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The King of Winter

This is how it always starts: naked, cold, and blood-soaked in a musty chamber of bare earth and stone. My teeth begin to chatter, and an uncontrollable shaking takes hold of long limbs that I am not yet accustomed to. I reach out in darkness, groping for a pile of clothes that I know will be there.

My fingers find smooth fabric. Cotton and light wool carry with them a distant sensation of wind-brushed leaves and warm, animal scents. These garments are by no means appropriate for midwinter, but at least the cold has lessened through the years. Dried blood sloughs away as I stand to dress, a gentle rain of red flakes falling to colour an earthen floor that grows a little more red with each passing year.

I can feel them above me. A pulsing knot of human life, vivid even through earth and stone. I feel their excitement, their impatience as they strain to glimpse a sunrise half hidden behind banks of cloud, and the inevitable hope that next year will be better than the last. It is almost dawn.

They used to come for me at sunset, I recall.

I wait for them to leave before I stride out to find my successor. Where once I went robed in furs and crowned with winter-bright leaves, and crowds had hailed my passing, and priests with their smoking censers, I must now drift stealthily away from my place of dying.

It is my experience that the solemn druids and bright-eyed revellers who now brave the cold to see the sun rise over ancient stones have no desire meet me here. They may, perhaps, be glad to feel some faint trace of me, but few of them would want to know that the wheel of the year is still lubricated by blood. Strange, given that humanity itself has become only a little less bloody with the turning of that wheel.

As their voices and footsteps subside, I ascend rough stairs and step out into the circle, phasing through a great megalith. The slow memories of stone wind through me, a firey birth and long ages passed at one with the earth before the clever tools of cunning men carved a new future for that great obelisk.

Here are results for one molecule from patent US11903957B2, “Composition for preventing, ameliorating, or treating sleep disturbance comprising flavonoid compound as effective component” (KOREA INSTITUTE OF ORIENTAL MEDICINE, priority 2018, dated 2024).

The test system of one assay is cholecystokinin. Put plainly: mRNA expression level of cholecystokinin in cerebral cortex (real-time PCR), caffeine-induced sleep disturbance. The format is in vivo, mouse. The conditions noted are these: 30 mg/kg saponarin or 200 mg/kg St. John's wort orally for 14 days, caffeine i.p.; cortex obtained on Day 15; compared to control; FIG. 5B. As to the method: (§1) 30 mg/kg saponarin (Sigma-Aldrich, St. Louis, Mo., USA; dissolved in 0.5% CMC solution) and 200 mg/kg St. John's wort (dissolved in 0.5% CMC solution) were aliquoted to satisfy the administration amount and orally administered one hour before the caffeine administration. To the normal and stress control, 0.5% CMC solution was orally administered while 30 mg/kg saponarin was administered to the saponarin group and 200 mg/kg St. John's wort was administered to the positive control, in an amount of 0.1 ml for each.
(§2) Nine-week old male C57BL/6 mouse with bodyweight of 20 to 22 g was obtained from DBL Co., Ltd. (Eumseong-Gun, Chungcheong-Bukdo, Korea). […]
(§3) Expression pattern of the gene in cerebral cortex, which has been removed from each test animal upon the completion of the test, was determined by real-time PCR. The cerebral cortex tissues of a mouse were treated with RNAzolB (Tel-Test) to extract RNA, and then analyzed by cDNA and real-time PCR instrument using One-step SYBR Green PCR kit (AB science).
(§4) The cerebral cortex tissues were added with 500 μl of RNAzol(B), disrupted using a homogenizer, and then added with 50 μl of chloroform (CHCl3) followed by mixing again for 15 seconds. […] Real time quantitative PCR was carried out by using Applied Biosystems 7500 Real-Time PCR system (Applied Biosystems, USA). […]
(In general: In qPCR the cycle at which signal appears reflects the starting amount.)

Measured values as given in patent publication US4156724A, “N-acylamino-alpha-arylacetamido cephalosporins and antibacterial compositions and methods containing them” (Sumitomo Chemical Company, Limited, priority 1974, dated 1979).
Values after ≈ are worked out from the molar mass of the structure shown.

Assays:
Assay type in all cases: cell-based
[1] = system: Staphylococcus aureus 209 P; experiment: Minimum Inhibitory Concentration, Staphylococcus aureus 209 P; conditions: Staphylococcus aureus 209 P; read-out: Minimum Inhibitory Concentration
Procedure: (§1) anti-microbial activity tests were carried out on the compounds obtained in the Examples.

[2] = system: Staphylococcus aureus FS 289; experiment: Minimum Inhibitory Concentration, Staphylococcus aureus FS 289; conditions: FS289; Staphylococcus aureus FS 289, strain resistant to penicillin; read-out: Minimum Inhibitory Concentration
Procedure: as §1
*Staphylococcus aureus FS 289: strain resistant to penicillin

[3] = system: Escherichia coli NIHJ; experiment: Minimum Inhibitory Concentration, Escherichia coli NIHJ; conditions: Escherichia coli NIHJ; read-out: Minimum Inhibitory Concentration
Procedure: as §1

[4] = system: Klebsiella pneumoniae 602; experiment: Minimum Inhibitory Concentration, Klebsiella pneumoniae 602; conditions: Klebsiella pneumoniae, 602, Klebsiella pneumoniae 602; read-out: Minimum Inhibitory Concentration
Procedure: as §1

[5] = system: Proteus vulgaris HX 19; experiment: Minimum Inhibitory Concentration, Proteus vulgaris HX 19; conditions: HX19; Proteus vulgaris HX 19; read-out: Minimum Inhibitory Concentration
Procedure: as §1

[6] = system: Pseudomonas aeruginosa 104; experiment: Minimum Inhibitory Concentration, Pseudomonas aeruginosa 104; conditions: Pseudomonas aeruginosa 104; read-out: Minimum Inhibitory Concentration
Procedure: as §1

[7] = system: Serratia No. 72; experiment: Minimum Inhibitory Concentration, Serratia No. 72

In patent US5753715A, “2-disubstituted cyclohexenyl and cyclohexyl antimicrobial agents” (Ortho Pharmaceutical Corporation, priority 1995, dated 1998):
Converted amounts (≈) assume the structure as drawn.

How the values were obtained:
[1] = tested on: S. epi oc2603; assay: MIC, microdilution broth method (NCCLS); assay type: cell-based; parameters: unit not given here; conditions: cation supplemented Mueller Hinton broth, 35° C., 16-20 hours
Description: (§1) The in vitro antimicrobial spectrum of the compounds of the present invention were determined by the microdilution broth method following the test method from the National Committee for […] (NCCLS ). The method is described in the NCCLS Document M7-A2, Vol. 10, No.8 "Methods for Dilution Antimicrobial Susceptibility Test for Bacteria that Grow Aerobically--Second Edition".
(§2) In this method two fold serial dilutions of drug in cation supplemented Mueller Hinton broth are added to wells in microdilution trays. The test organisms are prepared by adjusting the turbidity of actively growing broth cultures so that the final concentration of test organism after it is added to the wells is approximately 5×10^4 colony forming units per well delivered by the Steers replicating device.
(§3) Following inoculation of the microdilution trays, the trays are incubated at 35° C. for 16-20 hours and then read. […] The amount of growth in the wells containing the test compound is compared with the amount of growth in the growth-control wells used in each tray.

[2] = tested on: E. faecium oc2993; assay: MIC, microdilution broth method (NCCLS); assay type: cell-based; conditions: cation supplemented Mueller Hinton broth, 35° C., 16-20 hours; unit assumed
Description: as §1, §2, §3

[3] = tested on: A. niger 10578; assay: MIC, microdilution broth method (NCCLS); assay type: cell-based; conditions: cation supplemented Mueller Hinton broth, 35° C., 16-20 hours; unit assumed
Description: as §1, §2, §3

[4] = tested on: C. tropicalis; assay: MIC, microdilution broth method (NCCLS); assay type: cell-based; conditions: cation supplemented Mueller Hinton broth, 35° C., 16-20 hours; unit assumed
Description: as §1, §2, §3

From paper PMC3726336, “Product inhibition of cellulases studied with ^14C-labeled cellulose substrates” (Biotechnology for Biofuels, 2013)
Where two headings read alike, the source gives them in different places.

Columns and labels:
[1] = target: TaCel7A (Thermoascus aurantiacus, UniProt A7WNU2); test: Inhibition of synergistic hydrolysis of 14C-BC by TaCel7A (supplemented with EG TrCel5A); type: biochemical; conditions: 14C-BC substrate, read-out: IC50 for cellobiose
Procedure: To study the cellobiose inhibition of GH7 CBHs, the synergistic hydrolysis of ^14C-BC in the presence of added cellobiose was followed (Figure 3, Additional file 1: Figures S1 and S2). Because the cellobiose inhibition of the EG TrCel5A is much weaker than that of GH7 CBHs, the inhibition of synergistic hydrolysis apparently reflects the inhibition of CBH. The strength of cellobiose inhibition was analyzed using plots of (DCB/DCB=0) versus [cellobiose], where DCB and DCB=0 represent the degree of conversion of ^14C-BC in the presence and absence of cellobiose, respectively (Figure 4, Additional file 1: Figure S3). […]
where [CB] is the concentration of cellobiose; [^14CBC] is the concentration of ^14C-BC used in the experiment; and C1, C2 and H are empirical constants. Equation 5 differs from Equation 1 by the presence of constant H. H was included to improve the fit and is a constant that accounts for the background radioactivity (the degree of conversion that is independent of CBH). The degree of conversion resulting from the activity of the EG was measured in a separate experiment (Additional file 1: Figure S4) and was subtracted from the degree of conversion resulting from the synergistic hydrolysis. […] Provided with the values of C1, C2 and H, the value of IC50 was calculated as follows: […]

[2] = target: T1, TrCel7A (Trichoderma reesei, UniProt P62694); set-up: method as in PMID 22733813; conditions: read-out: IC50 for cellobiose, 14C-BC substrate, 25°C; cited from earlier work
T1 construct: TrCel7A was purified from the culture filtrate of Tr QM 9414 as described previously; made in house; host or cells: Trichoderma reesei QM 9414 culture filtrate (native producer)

The ability never lasts long. Living among them, I always become more human with the turning of the year, until the time comes again to weave a new thread into an ancient pattern. I attach myself to the stragglers leaving the stone circle, tramping across frost-speckled grass and asphalt.

This year, I am a tall black man, inappropriately dressed in a smart business suit and slick-bottomed leather shoes. My name is -- was -- Nathan Okoye. I was an accountant, his memories tell me, and I lived in London. In one trouser pocket, I find a set of keys for a flat on which the mortgage will now never be paid off and for a BMW that I will find half-in, half-out of a ditch some three miles away, its upholstery slightly marked with the signs of a struggle. I have never been a good driver, and I hope that Nathan's memories will get me home before they evaporate in the consuming blaze of my consciousness.

As I emerge from the underpass that leads away from the stones, I nod and smile at the wan, patient attendant who sits at a ticket booth, clutching a cup of strong tea like life itself. She grips the cup tightly, between hands that are almost white with cold, although the new day seems mild.

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